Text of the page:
13. Right, the firm does not have to be a seven sisters and any big law firm will do. But I am also addressing the broader umbrella of whether law (and big law) is "prestigious" Just for fun, I want to direct your attention to what would constitute "enough prestige", even with the 7 Sisters moniker aside. For example, I think within the context I provided (which you claim you relate to), you may agree that the following confers a different level of prestige: a) a residential real estate lawyer in Vaughan who makes 100K; OR b) a first year big law associate in downtown Toronto who also makes 100K but in a 50 floor high rise Is this silly? You bet. Is it real though? Also yes. At the end of the day, a law student, a new call, or even a veteran lawyer just has to find the place of employment which makes them happy. However, happiness takes many forms. I think it is important to note that individual happiness is not the only form of happiness that matters.
  14. I don't have any basis to ground this on, but when I read this forum, I get the sense that most posters are white. I will preface this by saying I am no expert in sociological or anthropological studies, but as a visible minority who was brought up by first generation immigrants, I want to point that cultural differences play a very important factor in considering what constitutes as "prestige". Many of my peers comprise of students who were raised within the same context. For our parents, us making it through undergrad and then into professional school, is a huge accomplishment that brings a tremendous amount of pride to our family. You would think that merely "making it" is enough - but it is not. There is a huge amount of pressure on us to "repay" our parents' sacrifice, and that means aspiring to the highest goal possible. I understand some (if not all) of you may feel that Bay Street is not the pinnacle. However, a "Bay Street Job" represents something "tangible" that we can bring back to our parents as a quantifiable accomplishment to show them that their hopes and dreams for us were not in vain. That six figure first year associate salary is something that they can understand. I can guarantee they couldn't tell you who the seven sister firms are even if you gave them a multiple choice test of a) Davies b) Toys R us c) Wal-Mart d) Canadian Tire. But yet, us being downtown, at a prominent centre that pays a lot is something they can take comfort and solace in. Are we wrong for wanting to do our parents proud? I personally don't think so. Do I have "problems" as providence may put it? Sure. But this is 25~ years of upbringing that we have experienced, and it's not something that can be placated by a simple "no one really cares once you are in practice". Even if I agree with all of you, (and on some level I do), the "debt" I owe my parents trumps that. I don't know why I wrote all this, but I just wanted to share another viewpoint that I haven't seen posted in this thread yet.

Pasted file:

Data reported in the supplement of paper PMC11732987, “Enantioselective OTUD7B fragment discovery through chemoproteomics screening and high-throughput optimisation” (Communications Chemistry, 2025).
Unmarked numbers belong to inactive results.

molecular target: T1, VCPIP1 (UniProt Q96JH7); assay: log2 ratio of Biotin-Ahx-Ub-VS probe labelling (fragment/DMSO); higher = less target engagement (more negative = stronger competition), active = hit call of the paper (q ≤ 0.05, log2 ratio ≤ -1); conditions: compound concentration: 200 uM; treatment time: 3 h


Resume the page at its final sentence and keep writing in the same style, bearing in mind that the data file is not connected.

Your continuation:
15. Worried B- student

    1-3/20 is generous with a B- average. A B student might get 1-3/20 if the student applies broadly.